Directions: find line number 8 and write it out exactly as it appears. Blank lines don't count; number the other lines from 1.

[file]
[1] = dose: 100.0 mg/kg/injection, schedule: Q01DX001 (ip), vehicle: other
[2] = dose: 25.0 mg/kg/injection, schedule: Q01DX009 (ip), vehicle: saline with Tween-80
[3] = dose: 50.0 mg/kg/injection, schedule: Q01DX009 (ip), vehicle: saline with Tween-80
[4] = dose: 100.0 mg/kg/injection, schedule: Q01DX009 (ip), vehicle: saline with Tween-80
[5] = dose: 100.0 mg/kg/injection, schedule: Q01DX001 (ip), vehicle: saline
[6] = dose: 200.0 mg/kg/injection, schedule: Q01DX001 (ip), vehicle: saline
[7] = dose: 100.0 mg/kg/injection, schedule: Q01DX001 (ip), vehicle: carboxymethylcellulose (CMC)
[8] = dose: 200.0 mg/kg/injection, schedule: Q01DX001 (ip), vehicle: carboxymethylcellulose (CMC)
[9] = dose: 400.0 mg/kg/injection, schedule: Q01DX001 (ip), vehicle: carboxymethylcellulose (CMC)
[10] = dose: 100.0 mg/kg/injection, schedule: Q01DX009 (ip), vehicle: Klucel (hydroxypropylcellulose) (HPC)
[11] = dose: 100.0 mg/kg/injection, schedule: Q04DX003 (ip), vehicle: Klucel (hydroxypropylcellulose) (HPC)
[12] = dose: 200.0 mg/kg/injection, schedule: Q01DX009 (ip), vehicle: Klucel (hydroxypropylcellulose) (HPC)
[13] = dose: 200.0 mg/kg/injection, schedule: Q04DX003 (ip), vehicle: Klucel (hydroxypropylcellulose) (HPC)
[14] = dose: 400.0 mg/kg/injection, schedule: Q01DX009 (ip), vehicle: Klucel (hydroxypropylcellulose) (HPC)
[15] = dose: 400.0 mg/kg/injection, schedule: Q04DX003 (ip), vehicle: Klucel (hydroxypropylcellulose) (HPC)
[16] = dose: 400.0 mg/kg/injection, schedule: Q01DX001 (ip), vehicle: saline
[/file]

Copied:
[8] = dose: 200.0 mg/kg/injection, schedule: Q01DX001 (ip), vehicle: carboxymethylcellulose (CMC)